The topic of the Comprehensive Economic and Trade Agreement came up in council, as the Canadian Union of Public Employees came to make a presentation on the matter.
Jennifer Chretien, CUPE Local 2087’s national staff representative, said that CUPE is concerned with the lack of information that’s been provided to Canadians about this trade agreement.
She said it is in the city’s best interest to seek more information into the status of the negotiations, as well as to prepare an exclusion of municipal governments from the agreement.
“It’s all the more crucial that municipalities do this, since the negotiations are moving very quickly at this point,” Chretien said. “They hope to come to an agreement by the end of the first half of this year.”
CUPE’s assessment is of CETA is based on leaked copies of parts of the draft.
“It’s a complex and very large free trade agreement that covers all aspects of trade and economic development and it will have significant implications for municipalities and municipal governments,” she said.
For the first time provinces are at the table and are signalling in advance that they are willing to be bound by the final deal.
She said the European Union has been explicit in requests for full access to all levels of public procurement in municipalities in Canada, including core municipal services such as public transit, water services and wastewater treatment.
This could mean that local procurement would become more difficult.
“The leaked CETA documents explicitly propose that local economic development implications be excluded as factors in procurement decisions,” she said. “Additionally under CETA, EU corporations would have preferential bidding rights on municipal procurement contracts and goods and services.”
For example, she said it gives those foreign firms tools to dispute and seek potential damages, and even overturn local procurement decisions.
“So if you already had public water, you’re exempted from having it bid on as a private institution, but if you were already under a private/public partnership and you decided to go back to a municipality for water, you would have to bid that out and they could, if they felt there was a bias towards local, file a dispute with the process, which would then give them potential damages,” she explained, adding that given the conditions that will have quite an effect on municipal governments, it’s surprising that mayors and councils aren’t part of the negotiations at all.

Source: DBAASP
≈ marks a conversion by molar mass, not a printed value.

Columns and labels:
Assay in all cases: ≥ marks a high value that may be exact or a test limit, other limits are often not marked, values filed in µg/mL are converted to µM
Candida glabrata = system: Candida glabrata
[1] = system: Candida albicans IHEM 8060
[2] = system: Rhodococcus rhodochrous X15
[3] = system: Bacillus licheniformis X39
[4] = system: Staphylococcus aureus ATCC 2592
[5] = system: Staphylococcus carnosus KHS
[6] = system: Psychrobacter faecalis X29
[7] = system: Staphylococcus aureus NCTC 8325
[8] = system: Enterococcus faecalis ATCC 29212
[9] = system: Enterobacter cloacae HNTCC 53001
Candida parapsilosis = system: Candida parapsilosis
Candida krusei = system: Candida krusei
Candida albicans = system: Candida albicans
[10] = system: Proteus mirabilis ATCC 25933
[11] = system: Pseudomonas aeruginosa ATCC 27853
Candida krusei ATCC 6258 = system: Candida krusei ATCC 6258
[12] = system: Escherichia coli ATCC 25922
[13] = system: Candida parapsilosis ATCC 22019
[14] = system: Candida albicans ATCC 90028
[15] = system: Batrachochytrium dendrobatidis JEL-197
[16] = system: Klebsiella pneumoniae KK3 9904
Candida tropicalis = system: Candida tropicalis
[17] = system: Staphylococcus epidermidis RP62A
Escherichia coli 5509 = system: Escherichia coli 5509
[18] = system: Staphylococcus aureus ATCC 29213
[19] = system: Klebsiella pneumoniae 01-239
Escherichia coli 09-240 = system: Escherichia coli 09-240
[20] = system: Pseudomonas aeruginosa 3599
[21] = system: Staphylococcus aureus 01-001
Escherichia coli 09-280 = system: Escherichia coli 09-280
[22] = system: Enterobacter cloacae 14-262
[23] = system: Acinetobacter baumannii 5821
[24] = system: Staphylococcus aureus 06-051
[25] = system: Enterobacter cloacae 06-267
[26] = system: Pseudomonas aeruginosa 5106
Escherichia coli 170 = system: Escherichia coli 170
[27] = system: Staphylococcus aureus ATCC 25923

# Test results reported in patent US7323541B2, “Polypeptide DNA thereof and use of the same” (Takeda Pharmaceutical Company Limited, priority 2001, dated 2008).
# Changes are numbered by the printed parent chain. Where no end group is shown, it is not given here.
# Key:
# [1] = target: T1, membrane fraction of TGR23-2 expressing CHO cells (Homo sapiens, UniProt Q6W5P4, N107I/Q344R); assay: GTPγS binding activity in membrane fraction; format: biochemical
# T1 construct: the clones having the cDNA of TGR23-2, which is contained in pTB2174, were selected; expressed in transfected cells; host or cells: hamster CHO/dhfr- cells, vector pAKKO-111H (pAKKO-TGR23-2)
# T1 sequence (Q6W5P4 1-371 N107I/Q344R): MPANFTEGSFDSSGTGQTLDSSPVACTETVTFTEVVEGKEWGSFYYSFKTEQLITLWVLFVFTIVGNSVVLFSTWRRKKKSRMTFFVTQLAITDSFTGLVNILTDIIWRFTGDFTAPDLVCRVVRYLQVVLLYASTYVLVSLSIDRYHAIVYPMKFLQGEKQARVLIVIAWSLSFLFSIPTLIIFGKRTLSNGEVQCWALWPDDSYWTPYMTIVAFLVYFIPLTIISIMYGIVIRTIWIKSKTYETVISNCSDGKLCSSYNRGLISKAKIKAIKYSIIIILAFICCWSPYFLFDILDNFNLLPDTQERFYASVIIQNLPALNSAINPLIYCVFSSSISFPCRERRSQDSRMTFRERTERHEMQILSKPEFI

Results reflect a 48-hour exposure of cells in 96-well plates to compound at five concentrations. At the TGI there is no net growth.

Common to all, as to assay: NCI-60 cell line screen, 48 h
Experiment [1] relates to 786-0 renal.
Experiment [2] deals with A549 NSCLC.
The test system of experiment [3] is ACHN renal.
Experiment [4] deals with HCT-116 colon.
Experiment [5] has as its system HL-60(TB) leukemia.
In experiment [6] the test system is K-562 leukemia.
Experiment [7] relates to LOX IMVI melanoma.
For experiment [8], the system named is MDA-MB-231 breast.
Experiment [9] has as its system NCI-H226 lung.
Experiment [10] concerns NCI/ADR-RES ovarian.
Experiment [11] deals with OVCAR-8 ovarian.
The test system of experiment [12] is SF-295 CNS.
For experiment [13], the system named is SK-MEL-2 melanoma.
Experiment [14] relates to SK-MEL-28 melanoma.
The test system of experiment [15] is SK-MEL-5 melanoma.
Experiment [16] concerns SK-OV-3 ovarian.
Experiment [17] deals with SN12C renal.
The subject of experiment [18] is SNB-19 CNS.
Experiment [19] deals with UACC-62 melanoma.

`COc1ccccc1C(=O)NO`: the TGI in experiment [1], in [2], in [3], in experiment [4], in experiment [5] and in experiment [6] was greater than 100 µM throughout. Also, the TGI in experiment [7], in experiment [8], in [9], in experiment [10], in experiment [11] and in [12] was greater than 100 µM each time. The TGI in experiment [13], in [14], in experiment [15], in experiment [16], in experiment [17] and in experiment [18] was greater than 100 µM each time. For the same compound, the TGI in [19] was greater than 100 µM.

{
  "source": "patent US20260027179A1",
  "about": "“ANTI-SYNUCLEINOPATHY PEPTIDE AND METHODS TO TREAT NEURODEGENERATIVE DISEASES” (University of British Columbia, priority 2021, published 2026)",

On top of that, neither the federal, nor provincial governments have presented an assessment on the impact CETA might have on local government at this point, she argued.
“They have not offered any meaningful assessment of what municipalities might actually gain from abandoning their procurement rights,” she said, adding that while CUPE is critical of CETA’s procurement chapter, we are by no means opposed to an open, fair and transparent procurement process.”
Chretien said other municipalities across Canada have expressed their opposition to CETA and many are seeking more information from the federation of community municipalities, which passed a resolution in December 2010 calling on the federal government to respect municipal autonomy and trade negotiations with the European Union.
She said it’s not only right that municipal governments have a bigger say in CETA, it should be mandatory when municipal governments are increasingly important to the Canadian economy.
Coun. Kathy Moore noted that the last council had put together a general letter on the matter and sent it to the UBCM.
“The UBCM has taken a position wanting more transparency and wanting a seat at the table, is there really anything further for individual municipalities to do?” Moore asked.
“I think an individual municipality can show the people in the municipality that they are taking it seriously,” Chretien replied, adding that it is a perception issue.
Mayor Greg Granstrom read a letter from the UBCM saying that they are remaining active on the CETA negotiations, assuring that would be enough.